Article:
Tesla must fix ‘flaws’ in Autopilot after fatal crash

The National Transportation Safety Board (NTSB) recently concluded that the driver of a 2017 Model X, Walter Huang, had Autopilot activated when the vehicle smashed into a crash attenuator and concrete barrier.

The triangular gore area is marked by white lines to show the divide between the exit ramp and the thru lanes on the highway, but the Tesla sped through the gore area and slammed head-on into a previously damaged crash attenuator at the end of a concrete median barrier, at a speed of about 71 miles per hour. Ubergizmo argued that it's unlikely that Tesla's cars can suddenly be transformed into fully autonomous vehicles and that term could simply be a fancy marketing term for new features as opposed to its literal meaning.

Autopilot was engaged for the last 18 minutes, 55 seconds, and in that time the vehicle gave the driver two visual alerts and one auditory alert to put his hands on the steering wheel; all were more than 15 minutes prior to the crash. Passersby pulled Huang from the wreckage moments before the vehicle burst into flames, but he later died from his injuries at a hospital.

Buyers of Tesla's sedan or SUV, including the $140,000 Model X P100D, can pay an extra $5,000 for "Enhanced Autopilot", a package of still-experimental features that the company says could include "on-ramp to off-ramp" autonomous freeway driving. The vehicle did not brake or attempt evasive steering, and the driver's hands were not detected on the steering wheel in the seconds before impact, according to the report.

The NTSB report said the vehicle had sped up from 62 miles (99 km) per hour (mph) to almost 71 mph (114 km/h) in the three seconds before the crash.

A Tesla SUV that crashed last spring while on autopilot accelerated just before crashing into a California freeway barrier and killing its driver, federal investigators have determined.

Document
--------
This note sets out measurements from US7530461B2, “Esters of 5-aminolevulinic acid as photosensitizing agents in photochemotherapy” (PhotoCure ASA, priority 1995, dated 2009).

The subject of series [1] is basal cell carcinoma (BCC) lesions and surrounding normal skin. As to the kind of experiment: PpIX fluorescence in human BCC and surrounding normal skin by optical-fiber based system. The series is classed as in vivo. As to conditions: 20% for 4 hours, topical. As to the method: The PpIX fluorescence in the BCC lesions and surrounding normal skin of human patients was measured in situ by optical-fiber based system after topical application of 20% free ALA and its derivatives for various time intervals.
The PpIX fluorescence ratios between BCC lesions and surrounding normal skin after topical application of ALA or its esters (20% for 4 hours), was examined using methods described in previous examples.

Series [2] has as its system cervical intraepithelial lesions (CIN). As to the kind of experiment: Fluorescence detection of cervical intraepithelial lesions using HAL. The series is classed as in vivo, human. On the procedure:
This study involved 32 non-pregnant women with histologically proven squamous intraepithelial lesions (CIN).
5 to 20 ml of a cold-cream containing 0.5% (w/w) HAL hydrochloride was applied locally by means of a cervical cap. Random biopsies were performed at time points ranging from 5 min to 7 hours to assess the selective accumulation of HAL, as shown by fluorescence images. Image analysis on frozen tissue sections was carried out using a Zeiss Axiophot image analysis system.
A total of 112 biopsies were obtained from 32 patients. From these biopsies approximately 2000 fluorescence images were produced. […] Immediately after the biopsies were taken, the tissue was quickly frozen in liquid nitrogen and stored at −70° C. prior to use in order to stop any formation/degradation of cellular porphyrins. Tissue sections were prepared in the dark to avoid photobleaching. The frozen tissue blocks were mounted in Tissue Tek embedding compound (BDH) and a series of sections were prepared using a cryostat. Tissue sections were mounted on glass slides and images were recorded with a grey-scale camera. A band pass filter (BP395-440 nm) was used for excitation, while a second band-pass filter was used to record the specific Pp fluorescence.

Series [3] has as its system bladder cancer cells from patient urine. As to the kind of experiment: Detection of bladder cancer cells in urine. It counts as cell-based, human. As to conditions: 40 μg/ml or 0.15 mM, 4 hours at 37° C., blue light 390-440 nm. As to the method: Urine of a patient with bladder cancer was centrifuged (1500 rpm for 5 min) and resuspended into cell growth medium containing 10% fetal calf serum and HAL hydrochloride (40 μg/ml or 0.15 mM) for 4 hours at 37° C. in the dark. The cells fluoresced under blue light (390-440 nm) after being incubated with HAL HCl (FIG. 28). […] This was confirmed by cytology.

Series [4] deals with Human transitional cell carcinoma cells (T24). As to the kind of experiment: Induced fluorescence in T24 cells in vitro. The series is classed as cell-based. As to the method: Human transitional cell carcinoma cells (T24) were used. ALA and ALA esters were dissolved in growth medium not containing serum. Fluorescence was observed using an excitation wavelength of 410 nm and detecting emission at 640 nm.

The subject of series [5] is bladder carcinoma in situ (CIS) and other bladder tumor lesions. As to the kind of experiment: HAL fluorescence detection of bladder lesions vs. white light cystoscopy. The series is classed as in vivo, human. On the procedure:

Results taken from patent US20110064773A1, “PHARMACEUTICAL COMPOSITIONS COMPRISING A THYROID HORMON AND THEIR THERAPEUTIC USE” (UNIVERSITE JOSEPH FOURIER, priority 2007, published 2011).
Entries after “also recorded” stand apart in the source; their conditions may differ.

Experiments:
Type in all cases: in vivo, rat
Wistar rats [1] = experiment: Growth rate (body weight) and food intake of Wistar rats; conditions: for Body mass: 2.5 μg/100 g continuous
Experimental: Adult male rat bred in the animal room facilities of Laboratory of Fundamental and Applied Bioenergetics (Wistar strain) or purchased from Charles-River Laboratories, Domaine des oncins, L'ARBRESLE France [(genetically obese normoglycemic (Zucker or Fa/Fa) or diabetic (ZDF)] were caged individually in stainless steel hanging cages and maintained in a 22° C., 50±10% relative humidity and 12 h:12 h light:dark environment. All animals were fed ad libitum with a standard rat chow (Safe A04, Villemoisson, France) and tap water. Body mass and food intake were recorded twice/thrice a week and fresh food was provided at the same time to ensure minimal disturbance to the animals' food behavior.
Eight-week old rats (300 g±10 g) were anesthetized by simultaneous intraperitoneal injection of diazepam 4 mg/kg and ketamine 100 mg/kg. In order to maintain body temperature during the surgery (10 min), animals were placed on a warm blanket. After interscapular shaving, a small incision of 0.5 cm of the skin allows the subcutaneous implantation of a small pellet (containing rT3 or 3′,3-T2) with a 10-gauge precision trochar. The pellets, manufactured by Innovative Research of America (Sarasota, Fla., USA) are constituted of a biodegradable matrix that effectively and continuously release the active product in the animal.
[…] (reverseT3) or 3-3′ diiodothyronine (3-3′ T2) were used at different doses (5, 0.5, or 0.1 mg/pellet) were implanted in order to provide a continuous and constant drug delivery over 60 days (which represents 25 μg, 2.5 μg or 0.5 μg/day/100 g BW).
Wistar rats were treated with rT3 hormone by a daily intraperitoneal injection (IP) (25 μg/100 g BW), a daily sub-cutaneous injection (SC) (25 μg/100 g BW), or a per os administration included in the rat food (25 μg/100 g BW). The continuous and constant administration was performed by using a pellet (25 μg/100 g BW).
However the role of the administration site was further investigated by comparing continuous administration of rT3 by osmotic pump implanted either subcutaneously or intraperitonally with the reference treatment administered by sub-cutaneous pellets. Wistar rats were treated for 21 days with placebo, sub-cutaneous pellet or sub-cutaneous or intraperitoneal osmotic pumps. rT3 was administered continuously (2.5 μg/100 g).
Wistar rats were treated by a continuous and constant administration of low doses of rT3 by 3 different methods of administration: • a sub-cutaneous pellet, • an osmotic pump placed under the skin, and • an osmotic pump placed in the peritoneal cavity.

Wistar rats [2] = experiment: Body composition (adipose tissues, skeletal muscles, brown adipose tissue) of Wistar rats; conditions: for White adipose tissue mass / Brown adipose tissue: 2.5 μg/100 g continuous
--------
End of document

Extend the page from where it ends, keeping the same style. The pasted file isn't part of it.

According to the Associated Press, Tesla says its vehicles and systems are not to blame; the drivers are. But the company has also heavily promoted its cars' supercharged ability to fend for itself: The Tesla website promises "Full Self-Driving Hardware on All Cars", which it says offer "a safety level substantially greater than that of a human driver".

Two other vehicles became involved in the crash, and the Tesla's battery also caught fire. The SUV also was equipped with automatic emergency braking.

In the report released Thursday, the NTSB said the SUV was operating with traffic-aware cruise control and autosteer lane-keeping assistance engaged at the time of the crash. The driver of the vehicle told police she thought the Tesla's automatic emergency braking system would detect traffic and stop before the auto hit another vehicle.

Shortly after the March 23 crash that killed Huang, Tesla released a statement that said "the only way for this accident to have occurred is if Mr. Huang was not paying attention to the road". The NTSB says it now will examine the cause of the crash.

"The impact rotated the Tesla counter clockwise and caused a separation of the front portion of the vehicle", the report said. "The focus is on what led to this crash and how do we prevent it from happening again".

The investigations are far from complete, but enough details are emerging about several high-profile crashes involving Tesla and other company advanced driver-assist systems to draw important lessons about the limits of the current technology.

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